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City to Continue Evaluating Financial Options for Future

As it relates to current and future obligations to the state’s pension program, San Marino may not have the prettiest picture, but it is a far cry from the worst.
The city even finds itself with options to possibly stabilize pension funding payments that are projected to increase substantially just within the next decade and the City Council is expected to discuss establishing a committee to assess those options.
At a special meeting Feb. 16, Mary Beth Redding, vice president of actuarial firm Bartel Associates, presented to the City Council the status of San Marino’s California Public Employees Retirement System (CalPERS) accounts and the city’s projected payments. This presentation was accompanied by an evaluation of the city’s non-program revenue streams by Ken Pun, whose firm the Pun Group is contracted to handle the city’s finances.
“We are not in a good position,” Pun said in a follow-up interview, “but we are ahead of the game. We are in control of what we have so far.”
CalPERS invests money committed for pension plans with the goal of generating returns for retirement payouts, but several years of not meeting projected rates of return dating back to the mid-1990s have magnified the liabilities for cities. Essentially, cities are facing having to dramatically increase annual CalPERS contributions in order to fund the retirement plans promised to employees.
“The fact that you have a lot of retirees means that whenever something bad happens, especially an asset loss, it has a larger effect,” Redding said.
According to Redding, investments netted poor returns in 1994, 2001, 2002, 2003, 2008, 2009, 2012, 2015 and 2016. Although poor performances include any returns below 7.5%, many of those years reflected negative returns, with 2009 being the worst with a 24% loss.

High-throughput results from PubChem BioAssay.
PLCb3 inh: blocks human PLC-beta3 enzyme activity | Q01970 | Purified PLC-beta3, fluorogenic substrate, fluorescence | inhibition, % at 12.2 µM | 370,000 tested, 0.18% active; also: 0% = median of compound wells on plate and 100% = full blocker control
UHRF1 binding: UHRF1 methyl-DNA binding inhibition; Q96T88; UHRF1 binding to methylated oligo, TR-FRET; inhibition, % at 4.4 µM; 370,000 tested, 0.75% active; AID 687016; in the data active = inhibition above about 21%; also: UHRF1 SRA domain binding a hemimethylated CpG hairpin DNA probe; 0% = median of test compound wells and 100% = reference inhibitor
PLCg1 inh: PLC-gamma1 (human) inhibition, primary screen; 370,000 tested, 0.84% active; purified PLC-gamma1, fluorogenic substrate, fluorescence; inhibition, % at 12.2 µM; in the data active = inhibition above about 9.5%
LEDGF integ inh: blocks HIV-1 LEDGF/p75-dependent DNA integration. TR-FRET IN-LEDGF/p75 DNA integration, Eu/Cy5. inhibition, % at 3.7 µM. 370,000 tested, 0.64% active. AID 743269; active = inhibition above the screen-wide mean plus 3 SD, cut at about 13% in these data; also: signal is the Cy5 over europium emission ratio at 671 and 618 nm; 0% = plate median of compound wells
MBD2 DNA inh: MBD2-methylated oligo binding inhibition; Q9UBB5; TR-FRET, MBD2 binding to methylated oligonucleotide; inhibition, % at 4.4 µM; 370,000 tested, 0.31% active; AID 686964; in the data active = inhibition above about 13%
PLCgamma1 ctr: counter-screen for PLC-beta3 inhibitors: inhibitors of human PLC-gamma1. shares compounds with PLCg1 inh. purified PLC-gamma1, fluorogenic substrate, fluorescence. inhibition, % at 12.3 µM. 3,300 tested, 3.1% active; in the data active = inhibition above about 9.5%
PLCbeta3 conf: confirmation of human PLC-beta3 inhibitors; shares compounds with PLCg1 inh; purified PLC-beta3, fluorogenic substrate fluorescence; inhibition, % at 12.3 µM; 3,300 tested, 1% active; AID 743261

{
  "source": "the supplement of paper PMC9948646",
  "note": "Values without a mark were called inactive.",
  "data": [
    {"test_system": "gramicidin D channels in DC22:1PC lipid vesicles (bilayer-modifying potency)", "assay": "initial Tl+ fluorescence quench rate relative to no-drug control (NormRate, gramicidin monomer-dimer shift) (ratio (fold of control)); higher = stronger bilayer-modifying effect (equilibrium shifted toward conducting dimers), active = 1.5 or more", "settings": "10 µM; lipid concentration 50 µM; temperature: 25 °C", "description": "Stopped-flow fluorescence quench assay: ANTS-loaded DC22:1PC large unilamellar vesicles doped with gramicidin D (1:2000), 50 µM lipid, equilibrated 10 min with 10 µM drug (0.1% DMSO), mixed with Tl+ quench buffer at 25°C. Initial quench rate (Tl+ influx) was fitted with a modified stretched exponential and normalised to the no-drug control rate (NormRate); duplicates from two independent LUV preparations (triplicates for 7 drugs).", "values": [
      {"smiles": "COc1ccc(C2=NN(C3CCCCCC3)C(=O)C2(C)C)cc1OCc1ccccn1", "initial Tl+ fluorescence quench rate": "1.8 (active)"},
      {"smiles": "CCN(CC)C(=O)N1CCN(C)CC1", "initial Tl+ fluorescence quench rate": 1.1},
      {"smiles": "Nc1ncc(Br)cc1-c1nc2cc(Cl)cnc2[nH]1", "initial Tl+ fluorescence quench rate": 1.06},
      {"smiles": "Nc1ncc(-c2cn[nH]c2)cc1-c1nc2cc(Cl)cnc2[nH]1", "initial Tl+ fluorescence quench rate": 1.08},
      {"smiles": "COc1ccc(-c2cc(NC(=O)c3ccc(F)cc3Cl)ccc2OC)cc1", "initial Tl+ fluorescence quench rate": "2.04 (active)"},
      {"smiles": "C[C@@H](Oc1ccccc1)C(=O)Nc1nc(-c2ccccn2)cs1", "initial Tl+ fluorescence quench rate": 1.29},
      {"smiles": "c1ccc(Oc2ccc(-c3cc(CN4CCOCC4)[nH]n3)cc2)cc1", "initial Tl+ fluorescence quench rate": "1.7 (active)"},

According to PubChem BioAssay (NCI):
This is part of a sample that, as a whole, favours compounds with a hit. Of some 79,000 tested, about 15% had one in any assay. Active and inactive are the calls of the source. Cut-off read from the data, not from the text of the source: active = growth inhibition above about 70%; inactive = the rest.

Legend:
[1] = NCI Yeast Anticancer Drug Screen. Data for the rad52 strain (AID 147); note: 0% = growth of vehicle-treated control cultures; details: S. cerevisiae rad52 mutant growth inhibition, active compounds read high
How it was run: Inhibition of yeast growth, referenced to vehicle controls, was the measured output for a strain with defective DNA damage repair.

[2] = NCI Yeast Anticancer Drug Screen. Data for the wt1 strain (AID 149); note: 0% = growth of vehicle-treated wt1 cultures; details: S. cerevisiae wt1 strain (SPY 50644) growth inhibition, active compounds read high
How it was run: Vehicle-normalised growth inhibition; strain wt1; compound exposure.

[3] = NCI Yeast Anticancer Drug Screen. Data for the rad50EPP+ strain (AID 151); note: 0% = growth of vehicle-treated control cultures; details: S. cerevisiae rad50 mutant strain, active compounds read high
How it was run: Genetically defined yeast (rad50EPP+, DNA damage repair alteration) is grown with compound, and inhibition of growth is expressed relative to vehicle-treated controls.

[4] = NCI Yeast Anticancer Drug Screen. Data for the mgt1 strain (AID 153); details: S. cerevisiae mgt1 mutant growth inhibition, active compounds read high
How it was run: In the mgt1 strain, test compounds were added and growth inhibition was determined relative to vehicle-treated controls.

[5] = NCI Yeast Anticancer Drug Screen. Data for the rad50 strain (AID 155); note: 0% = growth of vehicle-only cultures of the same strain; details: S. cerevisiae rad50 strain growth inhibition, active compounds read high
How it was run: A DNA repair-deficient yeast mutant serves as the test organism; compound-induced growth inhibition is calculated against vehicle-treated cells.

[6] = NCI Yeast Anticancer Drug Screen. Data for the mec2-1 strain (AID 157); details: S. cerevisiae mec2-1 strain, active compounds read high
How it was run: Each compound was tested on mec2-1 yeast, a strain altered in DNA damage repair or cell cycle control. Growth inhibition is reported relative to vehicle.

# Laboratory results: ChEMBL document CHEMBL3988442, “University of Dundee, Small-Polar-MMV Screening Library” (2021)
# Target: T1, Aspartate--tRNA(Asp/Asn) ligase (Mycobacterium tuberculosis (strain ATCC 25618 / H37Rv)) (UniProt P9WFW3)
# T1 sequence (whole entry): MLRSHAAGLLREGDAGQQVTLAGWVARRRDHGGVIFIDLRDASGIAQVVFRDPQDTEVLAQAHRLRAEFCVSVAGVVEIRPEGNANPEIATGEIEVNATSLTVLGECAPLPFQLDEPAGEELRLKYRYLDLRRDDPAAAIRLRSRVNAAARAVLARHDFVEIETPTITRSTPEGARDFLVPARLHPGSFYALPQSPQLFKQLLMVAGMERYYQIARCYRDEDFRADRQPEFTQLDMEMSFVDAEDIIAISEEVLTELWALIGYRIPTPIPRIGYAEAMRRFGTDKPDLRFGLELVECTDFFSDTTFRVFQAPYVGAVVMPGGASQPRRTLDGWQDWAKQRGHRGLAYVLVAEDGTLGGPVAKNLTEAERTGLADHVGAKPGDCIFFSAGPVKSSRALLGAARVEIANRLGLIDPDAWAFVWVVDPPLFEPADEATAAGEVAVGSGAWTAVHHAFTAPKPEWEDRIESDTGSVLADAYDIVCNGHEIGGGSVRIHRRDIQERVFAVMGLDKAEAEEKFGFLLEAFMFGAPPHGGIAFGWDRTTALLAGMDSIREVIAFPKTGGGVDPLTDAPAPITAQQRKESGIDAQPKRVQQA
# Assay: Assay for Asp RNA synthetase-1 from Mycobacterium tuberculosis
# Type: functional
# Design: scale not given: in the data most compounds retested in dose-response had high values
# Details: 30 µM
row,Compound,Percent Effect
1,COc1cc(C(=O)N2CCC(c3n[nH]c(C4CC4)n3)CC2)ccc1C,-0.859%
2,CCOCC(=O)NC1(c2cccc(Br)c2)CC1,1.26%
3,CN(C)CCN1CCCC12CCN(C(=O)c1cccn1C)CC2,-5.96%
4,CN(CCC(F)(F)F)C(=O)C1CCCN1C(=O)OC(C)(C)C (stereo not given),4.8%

The 7.5% baseline is the projected net earnings for each pension portfolio, so any shortfalls create the unfunded liability.
As of the current budget year, San Marino spends $1.2 million annually on the regular payments toward CalPERS plans and another $1.4 million to reduce the unfunded liability.
Given San Marino’s typical annual budget and its cash flow, Pun indicated there were options to consider to make increased payments in future years have less of a sticker shock.
San Marino maintains a sufficient general fund balance to hypothetically run the city’s entire budget for nearly a year in the event all revenue streams ceased, which Pun said is a great position to be in. Pun said he typically recommends that cities have enough reserve funding for three months of operations.
Because San Marino tends to have money left over at the end of a fiscal year, he said it would be a good idea to find ways of putting that toward CalPERS liability funding.
“As a finance director, I highly recommend the city and the council set money aside for stabilization purposes,” Pun said.
Cities pay a percentage of salaries annually for each employee to fund the retirement plans and those percentages are expected to nearly double for the city in the next decade. Employees also pay a varying percentage of their income toward their retirement, depending on the type of pension package they received.
As examples, Pun said the city could invest extra money in some sort of trust that could generate small returns for future use or it could transfer extra money to CalPERS with the intent of crediting future payments.
Following the presentation, the City Council, which met at Crowell Public Library to accommodate the larger audience attendance, voted to discuss creating an ad hoc finance committee to dissect the options and give recommendations.


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